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Industry research (1): The data-driven era has arrived
Colley Hwang, DIGITIMES, Taipei 0

I have many years of experience in industry research, information integration, and making charts on my own. But as the research tools continue to evolve, everyone has his or her talents or skills in one way or another. I am delighted to explore and share what I have learned and experienced during my 36 years' experience in the industry.

The earliest industry research work was to glean and interpret sources from magazines and newspapers. Acer co-founder, and the chairman of PIDA (Photonics Industry & Technology Development Association) Kenneth Tai said sources of overseas publications gave us nothing but general outlines of market trends. During this stage, he said we're like a blind swordsman aiming at nowhere. Proficiency in foreign languages became a prerequisite for an entrepreneur or analyst. However, these are all research methods belonging to "Stone Age" of industry analysis.

Without understanding industry multitasking, huge volumes of data, criss-cross matrix of industrial structure and market segments, analysts will have trouble analyzing the industry. People in charge of compiling information or even listeners of report may get disoriented. At this point, we cannot overemphasize the importance of methodology and understanding of the macrostructure within this data-driven age. Industry analysts need to keep pace with the times. In addition to making good use of data tools, they are obliged to "define" the research framework based on their own or core customers' needs, coinciding with their fields of mastery to avoid going on a wild goose chase.

In general, the information pipeline of the industry starts with raw data which runs along to merge with the primary information, with slightly processed and value added infographics, followed by data "analysis" and "analytics" of trend predictability, and taken to the final level of "insights decision" which delivers intrinsic service value requested by supervisors or customized for core customers.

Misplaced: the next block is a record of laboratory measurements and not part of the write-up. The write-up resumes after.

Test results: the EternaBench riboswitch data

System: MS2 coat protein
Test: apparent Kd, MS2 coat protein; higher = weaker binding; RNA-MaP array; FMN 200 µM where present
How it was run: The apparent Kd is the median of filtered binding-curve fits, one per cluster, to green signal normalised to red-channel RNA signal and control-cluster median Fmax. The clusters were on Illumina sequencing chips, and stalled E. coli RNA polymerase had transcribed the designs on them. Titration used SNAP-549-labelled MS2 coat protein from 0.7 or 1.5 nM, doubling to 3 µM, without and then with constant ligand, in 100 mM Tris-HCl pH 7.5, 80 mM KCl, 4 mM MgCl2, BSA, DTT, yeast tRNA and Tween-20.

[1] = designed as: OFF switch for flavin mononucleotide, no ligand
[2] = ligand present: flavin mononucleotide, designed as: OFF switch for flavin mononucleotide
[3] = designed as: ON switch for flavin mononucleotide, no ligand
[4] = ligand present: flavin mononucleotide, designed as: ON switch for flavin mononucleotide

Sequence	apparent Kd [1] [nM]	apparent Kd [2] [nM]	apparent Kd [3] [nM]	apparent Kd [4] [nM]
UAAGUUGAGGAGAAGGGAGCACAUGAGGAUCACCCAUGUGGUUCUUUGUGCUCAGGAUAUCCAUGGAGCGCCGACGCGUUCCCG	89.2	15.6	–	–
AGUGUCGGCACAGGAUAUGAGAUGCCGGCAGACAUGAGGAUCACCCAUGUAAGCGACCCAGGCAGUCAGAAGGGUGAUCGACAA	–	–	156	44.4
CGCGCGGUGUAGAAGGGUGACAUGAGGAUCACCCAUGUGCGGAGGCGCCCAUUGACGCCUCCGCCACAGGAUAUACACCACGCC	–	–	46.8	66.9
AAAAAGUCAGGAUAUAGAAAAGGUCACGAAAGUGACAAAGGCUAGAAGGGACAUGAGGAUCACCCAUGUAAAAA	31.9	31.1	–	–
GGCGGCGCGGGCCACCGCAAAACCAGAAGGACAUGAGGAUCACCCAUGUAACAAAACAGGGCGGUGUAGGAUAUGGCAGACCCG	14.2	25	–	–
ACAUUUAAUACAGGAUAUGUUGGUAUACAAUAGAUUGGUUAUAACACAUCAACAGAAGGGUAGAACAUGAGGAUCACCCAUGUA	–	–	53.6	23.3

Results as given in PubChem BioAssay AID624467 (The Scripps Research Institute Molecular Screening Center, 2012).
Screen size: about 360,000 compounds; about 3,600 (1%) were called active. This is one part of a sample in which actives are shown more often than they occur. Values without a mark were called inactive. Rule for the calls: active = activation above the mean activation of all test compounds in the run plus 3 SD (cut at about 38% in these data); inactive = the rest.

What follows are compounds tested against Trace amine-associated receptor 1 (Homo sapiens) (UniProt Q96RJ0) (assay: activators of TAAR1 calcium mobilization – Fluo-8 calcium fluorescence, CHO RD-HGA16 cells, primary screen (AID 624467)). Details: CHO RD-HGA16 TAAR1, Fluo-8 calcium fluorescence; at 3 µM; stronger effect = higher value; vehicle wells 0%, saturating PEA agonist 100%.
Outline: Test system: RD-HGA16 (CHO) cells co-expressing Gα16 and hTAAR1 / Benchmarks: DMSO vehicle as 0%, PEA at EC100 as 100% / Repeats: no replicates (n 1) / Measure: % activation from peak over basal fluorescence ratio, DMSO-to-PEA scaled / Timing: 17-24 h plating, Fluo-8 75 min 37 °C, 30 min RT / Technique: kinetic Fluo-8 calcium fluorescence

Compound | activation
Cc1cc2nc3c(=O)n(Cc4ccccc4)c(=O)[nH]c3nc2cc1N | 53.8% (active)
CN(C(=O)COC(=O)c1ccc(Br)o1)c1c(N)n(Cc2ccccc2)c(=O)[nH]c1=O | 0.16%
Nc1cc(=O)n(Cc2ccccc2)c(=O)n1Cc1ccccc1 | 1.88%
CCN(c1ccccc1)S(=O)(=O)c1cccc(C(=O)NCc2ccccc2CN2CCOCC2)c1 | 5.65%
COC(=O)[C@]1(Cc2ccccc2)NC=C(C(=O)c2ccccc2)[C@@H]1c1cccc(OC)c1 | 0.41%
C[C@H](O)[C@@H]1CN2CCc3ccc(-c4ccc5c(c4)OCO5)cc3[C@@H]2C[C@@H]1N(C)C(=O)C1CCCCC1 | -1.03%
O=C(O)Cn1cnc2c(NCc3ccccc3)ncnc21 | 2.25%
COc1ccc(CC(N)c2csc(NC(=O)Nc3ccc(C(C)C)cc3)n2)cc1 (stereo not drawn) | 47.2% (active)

In view of DIGITIMES' business model and entrepreneurial experience, we may start with survey of raw data, which is related to its management strategy and business models. For instance, IDC has been studying market size and brand market share in major countries since the 1980s. After 40 years of research, IDC's accumulated database and research capabilities are indeed one of the indispensable tools to help capture the global PC market demand.

DIGITIMES does not have a global investigation mechanism; instead we concentrate our research in the most upstream of the IT supply chain. Due to Taiwan's small size and high concentration of publicly listed companies who deliver monthly financial reports and other basic information, with a grip on the structure of the supply chain, you can naturally conduct investigation of the supply chain in depth. Because of different positioning, we have many readers from specialized research institutions such as IDC, Gartner, McKinsey, Nomura, and IHS.

For instance, we have selected some of Taiwan's leading-edge industry sectors - notebook, server and handset - and for each of them we conduct in-depth and long-term investigation in 25 key component categories, such as semiconductor, panel and PCB. This is a long list of about 100 items of key components, representing market supply-demand leading indicators and serving important reference for enterprises to adjust their procurement decision and pace of shipment.

But these basic data must come with updated news and better writing and graphics skills, or else they are just figures. The data can be developed as infographics service or data bank service by merging with updated news and research reports. For DIGITIMES, the crucial point of this service is positioning of information: should the focus be on the supply chain or market demand, technology news or industry news? The editor-in-chief or director of research center selects the types of information based on different business positioning to build up an alternative database over the years - rather than jump on the bandwagon. Basically Google and Facebook's powerful networks catch all hot news. Instead of telling stories or competing with the world-class Internet tech giants, we satisfy the needs of core customers.

data-driven era

(Editor's note: This is part of a series by DIGITIMES Asia president Colley Hwang about industry research work.)

Colley Hwang, president of DIGITIMES Asia, is a tech industry analyst with more than three decades of experience under his belt. He has written several books about the trends and developments of the tech industry, including Asian Edge: On the Frontline of the ICT World published in 2019, and Disconnected ICT Supply Chain: New Power Plays Unfolding published in 2020.
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